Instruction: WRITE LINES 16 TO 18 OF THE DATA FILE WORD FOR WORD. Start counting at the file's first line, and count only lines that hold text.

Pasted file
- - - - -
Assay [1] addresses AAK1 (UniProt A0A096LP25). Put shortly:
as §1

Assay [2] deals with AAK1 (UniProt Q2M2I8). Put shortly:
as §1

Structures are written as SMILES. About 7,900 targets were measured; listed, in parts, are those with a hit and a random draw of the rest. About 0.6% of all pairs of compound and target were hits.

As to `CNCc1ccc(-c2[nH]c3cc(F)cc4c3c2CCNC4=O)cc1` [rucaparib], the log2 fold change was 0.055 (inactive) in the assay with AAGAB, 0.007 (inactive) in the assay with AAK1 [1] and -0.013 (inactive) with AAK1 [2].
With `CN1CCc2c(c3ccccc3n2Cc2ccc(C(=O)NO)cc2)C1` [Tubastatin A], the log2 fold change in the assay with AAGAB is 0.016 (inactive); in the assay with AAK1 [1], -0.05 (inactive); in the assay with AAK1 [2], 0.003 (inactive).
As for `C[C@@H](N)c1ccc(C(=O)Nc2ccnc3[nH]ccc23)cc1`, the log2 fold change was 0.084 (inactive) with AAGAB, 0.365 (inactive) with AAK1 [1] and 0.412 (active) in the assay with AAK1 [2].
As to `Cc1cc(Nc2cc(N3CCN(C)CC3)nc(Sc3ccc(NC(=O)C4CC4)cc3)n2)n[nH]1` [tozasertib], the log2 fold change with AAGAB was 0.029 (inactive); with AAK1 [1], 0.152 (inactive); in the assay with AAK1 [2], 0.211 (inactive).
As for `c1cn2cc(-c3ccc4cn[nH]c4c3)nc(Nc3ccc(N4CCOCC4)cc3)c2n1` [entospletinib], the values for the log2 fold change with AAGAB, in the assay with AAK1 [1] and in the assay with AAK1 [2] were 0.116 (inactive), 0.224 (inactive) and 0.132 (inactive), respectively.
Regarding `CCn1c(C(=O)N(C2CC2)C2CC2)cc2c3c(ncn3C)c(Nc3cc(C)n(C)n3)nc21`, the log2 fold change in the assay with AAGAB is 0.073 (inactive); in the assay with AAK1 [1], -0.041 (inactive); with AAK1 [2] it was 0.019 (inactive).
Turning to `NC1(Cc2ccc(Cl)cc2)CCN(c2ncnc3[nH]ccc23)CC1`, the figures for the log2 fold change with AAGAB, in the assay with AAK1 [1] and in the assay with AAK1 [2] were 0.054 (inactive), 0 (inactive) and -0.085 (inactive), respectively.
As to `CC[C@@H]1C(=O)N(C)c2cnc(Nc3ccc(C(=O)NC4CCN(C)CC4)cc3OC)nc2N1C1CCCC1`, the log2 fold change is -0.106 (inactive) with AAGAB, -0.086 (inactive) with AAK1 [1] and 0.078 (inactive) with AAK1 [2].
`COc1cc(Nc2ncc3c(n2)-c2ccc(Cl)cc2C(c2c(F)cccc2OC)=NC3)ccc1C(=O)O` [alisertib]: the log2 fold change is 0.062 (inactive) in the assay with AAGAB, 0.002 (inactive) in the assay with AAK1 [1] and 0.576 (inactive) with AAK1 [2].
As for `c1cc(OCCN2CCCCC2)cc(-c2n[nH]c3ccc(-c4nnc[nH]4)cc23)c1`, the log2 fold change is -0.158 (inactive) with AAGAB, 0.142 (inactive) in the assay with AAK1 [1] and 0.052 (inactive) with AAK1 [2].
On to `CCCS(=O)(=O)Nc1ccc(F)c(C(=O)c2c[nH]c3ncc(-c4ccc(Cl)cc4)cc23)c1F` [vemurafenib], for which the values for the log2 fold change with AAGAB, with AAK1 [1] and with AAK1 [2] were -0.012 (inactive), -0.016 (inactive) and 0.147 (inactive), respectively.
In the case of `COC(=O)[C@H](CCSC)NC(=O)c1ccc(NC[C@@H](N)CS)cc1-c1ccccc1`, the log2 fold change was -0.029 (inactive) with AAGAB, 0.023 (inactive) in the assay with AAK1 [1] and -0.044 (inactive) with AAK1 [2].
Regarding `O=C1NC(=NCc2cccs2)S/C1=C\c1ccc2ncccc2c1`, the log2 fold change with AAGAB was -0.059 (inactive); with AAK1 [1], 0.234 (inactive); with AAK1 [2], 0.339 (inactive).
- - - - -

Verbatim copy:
On to `CCCS(=O)(=O)Nc1ccc(F)c(C(=O)c2c[nH]c3ncc(-c4ccc(Cl)cc4)cc23)c1F` [vemurafenib], for which the values for the log2 fold change with AAGAB, with AAK1 [1] and with AAK1 [2] were -0.012 (inactive), -0.016 (inactive) and 0.147 (inactive), respectively.
In the case of `COC(=O)[C@H](CCSC)NC(=O)c1ccc(NC[C@@H](N)CS)cc1-c1ccccc1`, the log2 fold change was -0.029 (inactive) with AAGAB, 0.023 (inactive) in the assay with AAK1 [1] and -0.044 (inactive) with AAK1 [2].
Regarding `O=C1NC(=NCc2cccs2)S/C1=C\c1ccc2ncccc2c1`, the log2 fold change with AAGAB was -0.059 (inactive); with AAK1 [1], 0.234 (inactive); with AAK1 [2], 0.339 (inactive).